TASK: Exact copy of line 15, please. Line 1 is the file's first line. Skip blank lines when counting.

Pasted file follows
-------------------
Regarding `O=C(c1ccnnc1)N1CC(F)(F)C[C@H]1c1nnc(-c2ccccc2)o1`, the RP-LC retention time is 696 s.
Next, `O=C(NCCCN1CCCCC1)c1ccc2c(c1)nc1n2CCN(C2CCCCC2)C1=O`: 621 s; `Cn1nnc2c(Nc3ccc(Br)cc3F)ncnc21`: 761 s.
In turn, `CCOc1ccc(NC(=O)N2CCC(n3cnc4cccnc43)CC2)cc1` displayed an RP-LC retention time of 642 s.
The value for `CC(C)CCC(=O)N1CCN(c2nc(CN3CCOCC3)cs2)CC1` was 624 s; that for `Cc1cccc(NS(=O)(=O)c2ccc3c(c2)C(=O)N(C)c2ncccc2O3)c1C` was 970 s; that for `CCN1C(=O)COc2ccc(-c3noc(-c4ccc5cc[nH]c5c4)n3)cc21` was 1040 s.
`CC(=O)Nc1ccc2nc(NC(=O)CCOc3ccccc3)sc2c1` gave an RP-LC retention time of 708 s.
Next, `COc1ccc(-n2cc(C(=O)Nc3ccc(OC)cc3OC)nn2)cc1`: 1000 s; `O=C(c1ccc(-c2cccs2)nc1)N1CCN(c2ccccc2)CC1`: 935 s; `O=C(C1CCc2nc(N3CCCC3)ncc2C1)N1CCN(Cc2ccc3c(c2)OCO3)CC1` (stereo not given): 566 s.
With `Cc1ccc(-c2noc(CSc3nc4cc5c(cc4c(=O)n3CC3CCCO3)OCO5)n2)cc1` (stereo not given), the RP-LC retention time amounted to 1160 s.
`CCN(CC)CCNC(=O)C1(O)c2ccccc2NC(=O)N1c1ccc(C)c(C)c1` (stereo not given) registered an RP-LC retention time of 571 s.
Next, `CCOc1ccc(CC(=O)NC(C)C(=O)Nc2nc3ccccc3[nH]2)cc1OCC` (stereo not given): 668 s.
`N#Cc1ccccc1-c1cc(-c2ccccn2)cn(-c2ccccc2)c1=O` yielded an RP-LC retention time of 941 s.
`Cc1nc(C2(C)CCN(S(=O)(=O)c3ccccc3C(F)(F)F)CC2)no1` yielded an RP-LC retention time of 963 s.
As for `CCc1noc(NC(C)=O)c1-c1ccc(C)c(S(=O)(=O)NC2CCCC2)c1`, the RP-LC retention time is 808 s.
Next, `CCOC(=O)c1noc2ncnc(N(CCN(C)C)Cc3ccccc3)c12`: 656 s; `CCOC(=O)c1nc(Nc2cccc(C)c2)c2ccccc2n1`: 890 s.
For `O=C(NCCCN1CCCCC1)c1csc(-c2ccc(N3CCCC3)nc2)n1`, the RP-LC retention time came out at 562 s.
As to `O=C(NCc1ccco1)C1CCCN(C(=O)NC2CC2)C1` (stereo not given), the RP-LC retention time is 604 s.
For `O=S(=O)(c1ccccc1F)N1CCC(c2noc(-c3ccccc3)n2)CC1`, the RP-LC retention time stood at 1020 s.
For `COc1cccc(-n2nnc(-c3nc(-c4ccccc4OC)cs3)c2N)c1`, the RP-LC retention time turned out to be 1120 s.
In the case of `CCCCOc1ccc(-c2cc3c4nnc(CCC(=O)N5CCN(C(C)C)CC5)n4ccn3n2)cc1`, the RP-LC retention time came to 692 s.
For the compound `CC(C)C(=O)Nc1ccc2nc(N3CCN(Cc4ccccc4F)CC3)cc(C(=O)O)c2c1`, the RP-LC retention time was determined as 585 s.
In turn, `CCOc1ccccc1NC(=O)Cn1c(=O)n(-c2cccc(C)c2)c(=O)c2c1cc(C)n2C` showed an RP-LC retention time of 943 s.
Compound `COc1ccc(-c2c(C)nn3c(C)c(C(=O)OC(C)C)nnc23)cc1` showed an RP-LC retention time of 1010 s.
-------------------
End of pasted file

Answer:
As to `O=C(NCc1ccco1)C1CCCN(C(=O)NC2CC2)C1` (stereo not given), the RP-LC retention time is 604 s.